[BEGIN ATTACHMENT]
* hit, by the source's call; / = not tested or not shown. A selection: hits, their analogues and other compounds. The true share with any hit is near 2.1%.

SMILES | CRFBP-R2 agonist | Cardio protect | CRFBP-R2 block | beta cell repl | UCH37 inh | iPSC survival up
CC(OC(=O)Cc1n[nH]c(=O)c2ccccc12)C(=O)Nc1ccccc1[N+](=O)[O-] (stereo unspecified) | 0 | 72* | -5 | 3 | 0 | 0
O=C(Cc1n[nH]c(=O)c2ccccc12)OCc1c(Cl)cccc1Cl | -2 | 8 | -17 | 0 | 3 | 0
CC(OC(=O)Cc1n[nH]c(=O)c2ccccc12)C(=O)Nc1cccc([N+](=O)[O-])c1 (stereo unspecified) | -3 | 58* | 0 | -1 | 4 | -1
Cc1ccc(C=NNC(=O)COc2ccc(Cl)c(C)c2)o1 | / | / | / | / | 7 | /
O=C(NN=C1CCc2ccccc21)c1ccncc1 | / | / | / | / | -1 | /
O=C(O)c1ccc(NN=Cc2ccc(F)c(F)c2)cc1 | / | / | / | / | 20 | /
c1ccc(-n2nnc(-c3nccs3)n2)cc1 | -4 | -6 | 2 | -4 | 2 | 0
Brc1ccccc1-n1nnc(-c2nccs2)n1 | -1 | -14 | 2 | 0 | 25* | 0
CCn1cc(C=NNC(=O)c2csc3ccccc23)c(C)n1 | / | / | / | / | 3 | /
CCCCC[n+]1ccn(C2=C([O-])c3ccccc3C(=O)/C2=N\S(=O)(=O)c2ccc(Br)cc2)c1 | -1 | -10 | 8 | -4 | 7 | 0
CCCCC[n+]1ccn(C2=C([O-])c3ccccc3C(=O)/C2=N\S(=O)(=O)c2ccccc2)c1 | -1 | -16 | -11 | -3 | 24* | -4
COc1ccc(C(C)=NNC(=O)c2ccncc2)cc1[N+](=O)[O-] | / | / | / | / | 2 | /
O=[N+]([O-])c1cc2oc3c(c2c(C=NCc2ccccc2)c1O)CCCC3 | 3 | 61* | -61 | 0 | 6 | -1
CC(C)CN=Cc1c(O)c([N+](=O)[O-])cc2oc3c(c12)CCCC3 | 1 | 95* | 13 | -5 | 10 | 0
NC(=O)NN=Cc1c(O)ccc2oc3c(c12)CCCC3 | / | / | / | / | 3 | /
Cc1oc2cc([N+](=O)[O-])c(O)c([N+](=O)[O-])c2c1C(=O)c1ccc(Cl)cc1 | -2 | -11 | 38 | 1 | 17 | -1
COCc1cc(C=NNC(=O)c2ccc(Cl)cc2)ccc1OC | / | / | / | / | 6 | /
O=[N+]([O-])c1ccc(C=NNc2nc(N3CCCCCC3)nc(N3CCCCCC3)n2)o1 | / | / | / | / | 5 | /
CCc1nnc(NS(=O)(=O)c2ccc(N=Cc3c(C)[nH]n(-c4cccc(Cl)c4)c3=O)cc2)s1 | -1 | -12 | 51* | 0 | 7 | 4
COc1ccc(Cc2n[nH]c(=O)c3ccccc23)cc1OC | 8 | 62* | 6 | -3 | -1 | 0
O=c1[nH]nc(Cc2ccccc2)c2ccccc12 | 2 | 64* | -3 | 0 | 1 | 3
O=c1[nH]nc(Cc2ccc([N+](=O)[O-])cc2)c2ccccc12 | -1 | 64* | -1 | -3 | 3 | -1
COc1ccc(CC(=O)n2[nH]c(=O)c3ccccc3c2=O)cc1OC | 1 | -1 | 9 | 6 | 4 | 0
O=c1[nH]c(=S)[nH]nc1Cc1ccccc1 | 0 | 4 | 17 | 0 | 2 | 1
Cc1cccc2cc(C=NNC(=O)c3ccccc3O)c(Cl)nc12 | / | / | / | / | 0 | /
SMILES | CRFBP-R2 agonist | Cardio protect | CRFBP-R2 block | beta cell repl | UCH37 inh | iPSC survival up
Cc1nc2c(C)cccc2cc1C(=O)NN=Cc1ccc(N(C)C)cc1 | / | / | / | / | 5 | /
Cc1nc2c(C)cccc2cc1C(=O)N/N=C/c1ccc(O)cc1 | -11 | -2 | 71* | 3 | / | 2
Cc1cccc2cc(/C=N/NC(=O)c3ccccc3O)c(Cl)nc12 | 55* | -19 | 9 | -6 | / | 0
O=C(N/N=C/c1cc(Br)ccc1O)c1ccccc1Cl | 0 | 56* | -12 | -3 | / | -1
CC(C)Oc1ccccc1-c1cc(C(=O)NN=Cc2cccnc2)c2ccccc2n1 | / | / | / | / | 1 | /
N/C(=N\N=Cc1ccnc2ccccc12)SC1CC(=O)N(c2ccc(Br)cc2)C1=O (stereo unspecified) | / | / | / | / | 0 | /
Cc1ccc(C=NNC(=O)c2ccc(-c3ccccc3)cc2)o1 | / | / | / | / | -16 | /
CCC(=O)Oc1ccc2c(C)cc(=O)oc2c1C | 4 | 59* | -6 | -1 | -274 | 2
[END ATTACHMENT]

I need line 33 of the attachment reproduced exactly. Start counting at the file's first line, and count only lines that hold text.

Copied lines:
CC(C)Oc1ccccc1-c1cc(C(=O)NN=Cc2cccnc2)c2ccccc2n1 | / | / | / | / | 1 | /